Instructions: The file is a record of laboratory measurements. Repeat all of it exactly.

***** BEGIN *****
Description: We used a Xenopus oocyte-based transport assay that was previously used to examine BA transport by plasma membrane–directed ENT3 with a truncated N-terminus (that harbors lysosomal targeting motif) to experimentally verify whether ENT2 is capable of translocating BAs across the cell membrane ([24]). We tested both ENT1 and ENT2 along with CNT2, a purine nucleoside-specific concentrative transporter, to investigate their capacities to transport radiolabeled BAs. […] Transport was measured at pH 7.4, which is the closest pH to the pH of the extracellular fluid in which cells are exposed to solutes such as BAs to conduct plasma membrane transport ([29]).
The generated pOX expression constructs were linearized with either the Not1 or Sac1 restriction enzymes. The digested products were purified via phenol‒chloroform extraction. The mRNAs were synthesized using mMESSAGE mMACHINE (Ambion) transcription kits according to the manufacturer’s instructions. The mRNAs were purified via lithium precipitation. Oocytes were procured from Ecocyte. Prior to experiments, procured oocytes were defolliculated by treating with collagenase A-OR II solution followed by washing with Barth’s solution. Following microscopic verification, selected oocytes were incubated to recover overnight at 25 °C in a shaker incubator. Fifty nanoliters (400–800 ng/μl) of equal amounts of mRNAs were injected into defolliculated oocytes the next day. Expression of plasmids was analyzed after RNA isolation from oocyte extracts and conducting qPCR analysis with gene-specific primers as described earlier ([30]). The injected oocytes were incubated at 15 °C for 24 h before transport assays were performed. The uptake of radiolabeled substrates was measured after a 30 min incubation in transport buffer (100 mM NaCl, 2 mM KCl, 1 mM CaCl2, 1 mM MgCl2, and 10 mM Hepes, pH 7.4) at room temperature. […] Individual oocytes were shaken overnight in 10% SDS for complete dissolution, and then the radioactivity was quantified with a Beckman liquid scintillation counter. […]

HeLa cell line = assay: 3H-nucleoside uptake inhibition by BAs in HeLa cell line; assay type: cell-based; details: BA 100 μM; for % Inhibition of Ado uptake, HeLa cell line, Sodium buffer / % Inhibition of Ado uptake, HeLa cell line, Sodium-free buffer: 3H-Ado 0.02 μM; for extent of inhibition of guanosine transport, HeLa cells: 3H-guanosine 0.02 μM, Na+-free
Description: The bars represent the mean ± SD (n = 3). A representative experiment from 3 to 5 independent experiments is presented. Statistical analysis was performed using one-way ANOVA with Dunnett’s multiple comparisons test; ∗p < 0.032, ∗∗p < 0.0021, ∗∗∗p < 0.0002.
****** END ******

Description: We used a Xenopus oocyte-based transport assay that was previously used to examine BA transport by plasma membrane–directed ENT3 with a truncated N-terminus (that harbors lysosomal targeting motif) to experimentally verify whether ENT2 is capable of translocating BAs across the cell membrane ([24]). We tested both ENT1 and ENT2 along with CNT2, a purine nucleoside-specific concentrative transporter, to investigate their capacities to transport radiolabeled BAs. […] Transport was measured at pH 7.4, which is the closest pH to the pH of the extracellular fluid in which cells are exposed to solutes such as BAs to conduct plasma membrane transport ([29]).
The generated pOX expression constructs were linearized with either the Not1 or Sac1 restriction enzymes. The digested products were purified via phenol‒chloroform extraction. The mRNAs were synthesized using mMESSAGE mMACHINE (Ambion) transcription kits according to the manufacturer’s instructions. The mRNAs were purified via lithium precipitation. Oocytes were procured from Ecocyte. Prior to experiments, procured oocytes were defolliculated by treating with collagenase A-OR II solution followed by washing with Barth’s solution. Following microscopic verification, selected oocytes were incubated to recover overnight at 25 °C in a shaker incubator. Fifty nanoliters (400–800 ng/μl) of equal amounts of mRNAs were injected into defolliculated oocytes the next day. Expression of plasmids was analyzed after RNA isolation from oocyte extracts and conducting qPCR analysis with gene-specific primers as described earlier ([30]). The injected oocytes were incubated at 15 °C for 24 h before transport assays were performed. The uptake of radiolabeled substrates was measured after a 30 min incubation in transport buffer (100 mM NaCl, 2 mM KCl, 1 mM CaCl2, 1 mM MgCl2, and 10 mM Hepes, pH 7.4) at room temperature. […] Individual oocytes were shaken overnight in 10% SDS for complete dissolution, and then the radioactivity was quantified with a Beckman liquid scintillation counter. […]

HeLa cell line = assay: 3H-nucleoside uptake inhibition by BAs in HeLa cell line; assay type: cell-based; details: BA 100 μM; for % Inhibition of Ado uptake, HeLa cell line, Sodium buffer / % Inhibition of Ado uptake, HeLa cell line, Sodium-free buffer: 3H-Ado 0.02 μM; for extent of inhibition of guanosine transport, HeLa cells: 3H-guanosine 0.02 μM, Na+-free
Description: The bars represent the mean ± SD (n = 3). A representative experiment from 3 to 5 independent experiments is presented. Statistical analysis was performed using one-way ANOVA with Dunnett’s multiple comparisons test; ∗p < 0.032, ∗∗p < 0.0021, ∗∗∗p < 0.0002.